June 1, 2018 (Vol. 38, No. 11)
Ken Hoffman Founder Cygnus Technologies
Determining Whether to Take a Generic or a Process-Specific Approach
The terms “process-specific” and “generic” are commonly used in scientific publications and regulatory guidelines in reference to host cell protein (HCP) analysis of recombinant biopharmaceuticals. The terminology distinction is based on theoretical concerns that generic assays could potentially fail to detect HCPs specific to a given culture and purification process. This concern has led to an arguable belief among many in the biopharmaceutical industry that a process-specific assay should be developed.
In the absence of a comprehensive definition of what constitutes a process-specific assay and a detailed procedure for generating a process-specific antibody, any presumption that a process-specific assay must be better than a generic assay is specious.
Given the variables in antigen selection and methods employed in antibody generation and purification, one cannot make an assumption that antibody response to a particular strain or growth process will be superior to antibodies generated to an essentially identical strain and process.
Generation of antibodies to the relevant downstream HCPs must incorporate multiple elements beyond just antigen selection. A truly process-specific assay cannot be assured by simply injecting a few rabbits with an arbitrary choice of upstream antigen.
Generic assays have often been comprehensively qualified and validated by critical analytical parameters and supported by orthogonal methods to demonstrate acceptable coverage to HCPs that co-purify with the drug substance.
Regulatory agencies have accepted generic assays as lot-release tests for approved biopharmaceuticals. Likewise, published reports of some so-called process-specific assays have shown poor coverage and accuracy for downstream HCPs.
The distinction in terminology is more semantic than scientific as evidenced by the fact that the objective scientific criteria used to qualify any analytical method are the same for both generic and process-specific assays.
This article provides clearer definition to the terminology while proposing how any assay, regardless of the terminology used to describe it, should be comprehensively validated to show it is fit for purpose of HCP detection in final drug substance.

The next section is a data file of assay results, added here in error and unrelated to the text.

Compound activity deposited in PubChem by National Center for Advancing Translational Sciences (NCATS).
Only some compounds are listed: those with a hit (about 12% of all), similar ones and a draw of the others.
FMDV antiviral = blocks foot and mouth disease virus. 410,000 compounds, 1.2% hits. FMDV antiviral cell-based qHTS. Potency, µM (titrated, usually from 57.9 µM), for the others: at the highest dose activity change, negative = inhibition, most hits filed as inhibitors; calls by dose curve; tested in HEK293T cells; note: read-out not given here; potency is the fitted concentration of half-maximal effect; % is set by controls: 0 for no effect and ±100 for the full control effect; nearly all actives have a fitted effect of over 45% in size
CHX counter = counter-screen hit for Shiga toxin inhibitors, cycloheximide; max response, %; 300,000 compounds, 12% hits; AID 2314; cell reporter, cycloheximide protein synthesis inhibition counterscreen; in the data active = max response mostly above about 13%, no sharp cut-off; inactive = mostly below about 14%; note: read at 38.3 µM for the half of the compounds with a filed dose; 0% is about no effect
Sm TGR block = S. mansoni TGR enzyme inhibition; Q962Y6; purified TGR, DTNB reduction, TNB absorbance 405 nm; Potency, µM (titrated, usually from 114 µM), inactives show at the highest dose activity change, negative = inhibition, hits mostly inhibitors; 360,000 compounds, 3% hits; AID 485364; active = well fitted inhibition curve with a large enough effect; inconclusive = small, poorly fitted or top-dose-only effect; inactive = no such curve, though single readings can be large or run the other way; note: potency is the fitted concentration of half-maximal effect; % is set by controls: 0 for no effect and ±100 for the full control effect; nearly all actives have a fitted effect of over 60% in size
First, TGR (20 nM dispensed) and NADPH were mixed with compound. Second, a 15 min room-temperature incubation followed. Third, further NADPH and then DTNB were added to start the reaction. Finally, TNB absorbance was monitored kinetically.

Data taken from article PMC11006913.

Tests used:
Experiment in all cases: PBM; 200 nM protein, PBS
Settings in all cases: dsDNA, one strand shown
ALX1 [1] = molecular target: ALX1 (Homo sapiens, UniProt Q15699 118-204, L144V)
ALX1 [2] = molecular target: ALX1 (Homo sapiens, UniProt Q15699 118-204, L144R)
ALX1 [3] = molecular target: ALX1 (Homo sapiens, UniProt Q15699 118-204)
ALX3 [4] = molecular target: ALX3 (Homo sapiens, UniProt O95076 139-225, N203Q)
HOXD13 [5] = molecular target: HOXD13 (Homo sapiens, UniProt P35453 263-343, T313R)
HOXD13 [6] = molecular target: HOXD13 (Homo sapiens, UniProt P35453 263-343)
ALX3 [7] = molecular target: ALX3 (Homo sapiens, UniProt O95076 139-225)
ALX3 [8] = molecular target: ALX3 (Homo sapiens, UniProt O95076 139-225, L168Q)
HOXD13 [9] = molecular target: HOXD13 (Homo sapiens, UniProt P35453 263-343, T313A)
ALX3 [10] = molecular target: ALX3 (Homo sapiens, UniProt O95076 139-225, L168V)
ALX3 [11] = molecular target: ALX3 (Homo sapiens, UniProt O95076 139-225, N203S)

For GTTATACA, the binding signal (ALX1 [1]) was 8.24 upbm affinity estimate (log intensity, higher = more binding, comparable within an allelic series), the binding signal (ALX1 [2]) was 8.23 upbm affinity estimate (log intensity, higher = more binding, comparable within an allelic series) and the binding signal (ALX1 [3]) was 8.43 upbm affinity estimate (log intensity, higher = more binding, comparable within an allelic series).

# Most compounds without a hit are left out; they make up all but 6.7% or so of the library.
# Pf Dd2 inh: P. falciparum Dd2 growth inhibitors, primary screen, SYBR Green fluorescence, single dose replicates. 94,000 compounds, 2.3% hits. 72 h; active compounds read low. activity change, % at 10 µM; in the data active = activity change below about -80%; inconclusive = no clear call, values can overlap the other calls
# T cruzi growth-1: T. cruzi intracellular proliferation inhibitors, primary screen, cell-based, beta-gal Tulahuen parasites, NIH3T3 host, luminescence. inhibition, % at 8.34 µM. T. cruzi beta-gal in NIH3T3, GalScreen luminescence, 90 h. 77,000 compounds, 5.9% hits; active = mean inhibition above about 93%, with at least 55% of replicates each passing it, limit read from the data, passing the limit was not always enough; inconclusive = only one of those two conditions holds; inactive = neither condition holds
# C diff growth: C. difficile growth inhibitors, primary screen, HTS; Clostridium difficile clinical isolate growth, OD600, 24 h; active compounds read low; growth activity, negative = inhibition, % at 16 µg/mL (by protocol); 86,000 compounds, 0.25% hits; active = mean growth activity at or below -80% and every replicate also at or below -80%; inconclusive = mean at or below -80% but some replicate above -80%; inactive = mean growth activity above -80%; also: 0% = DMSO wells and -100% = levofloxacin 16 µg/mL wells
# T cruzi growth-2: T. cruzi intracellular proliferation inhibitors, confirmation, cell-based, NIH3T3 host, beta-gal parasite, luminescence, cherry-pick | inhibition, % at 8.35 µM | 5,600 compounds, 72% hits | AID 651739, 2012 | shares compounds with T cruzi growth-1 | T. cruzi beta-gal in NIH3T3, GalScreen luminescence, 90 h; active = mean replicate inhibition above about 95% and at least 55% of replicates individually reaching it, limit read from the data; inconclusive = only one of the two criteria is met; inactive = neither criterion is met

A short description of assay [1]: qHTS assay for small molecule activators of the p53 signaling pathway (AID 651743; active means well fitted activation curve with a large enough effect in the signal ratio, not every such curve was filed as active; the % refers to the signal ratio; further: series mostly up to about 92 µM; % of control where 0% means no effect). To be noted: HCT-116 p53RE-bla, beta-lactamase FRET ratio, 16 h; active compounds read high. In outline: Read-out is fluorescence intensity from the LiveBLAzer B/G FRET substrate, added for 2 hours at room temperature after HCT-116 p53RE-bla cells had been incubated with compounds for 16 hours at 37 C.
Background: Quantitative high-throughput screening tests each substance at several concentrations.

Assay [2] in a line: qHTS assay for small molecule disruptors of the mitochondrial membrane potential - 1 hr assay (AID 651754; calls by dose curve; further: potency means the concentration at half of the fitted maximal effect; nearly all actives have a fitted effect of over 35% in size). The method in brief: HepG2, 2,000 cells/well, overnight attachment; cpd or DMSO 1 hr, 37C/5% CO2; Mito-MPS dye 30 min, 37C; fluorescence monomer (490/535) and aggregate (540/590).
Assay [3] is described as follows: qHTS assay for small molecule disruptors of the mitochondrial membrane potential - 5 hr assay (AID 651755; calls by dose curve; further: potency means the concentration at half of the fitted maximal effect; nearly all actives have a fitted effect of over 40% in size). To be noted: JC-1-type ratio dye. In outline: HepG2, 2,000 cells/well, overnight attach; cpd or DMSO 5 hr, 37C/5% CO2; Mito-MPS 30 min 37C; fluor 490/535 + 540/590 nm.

Generic is used in the biological sense whereby the antibody is intended to detect downstream HCPs independent of the growth and purification process. The presumption for generic assays is that the proteins in cell lines such Chinese hamster ovary (CHO) cell lines are highly conserved among different strains. This presumption has been supported by published genomics and proteomics studies for both CHO and prokaryotic expression systems like Escherichia coli.
Generic assays, like process-specific assays, typically use antigen derived from upstream, null, or mock-transfected cells. While culture processes and conditions may up- or downregulate certain HCPs, qualitatively most of the HCPs are conserved among strains and processes. With comprehensive qualification using orthogonal methods of antibody analysis, regulatory agencies will accept generic assays as fit for product release and process monitoring without requiring development of a redundant process-specific assay.
The term “process specific” is poorly defined in the literature. Different sources of antigen have been used to generate so-called process-specific antibodies. Important antigen selection issues include the degree to which antigen is found upstream or downstream in the purification process, as well as the use of null cells, mock-transfected, or product-expressing cells.
To add to the confusion, papers claiming a process-specific antibody have been published that admit to including non-process-specific material such as lysates or cell debris in their antigens.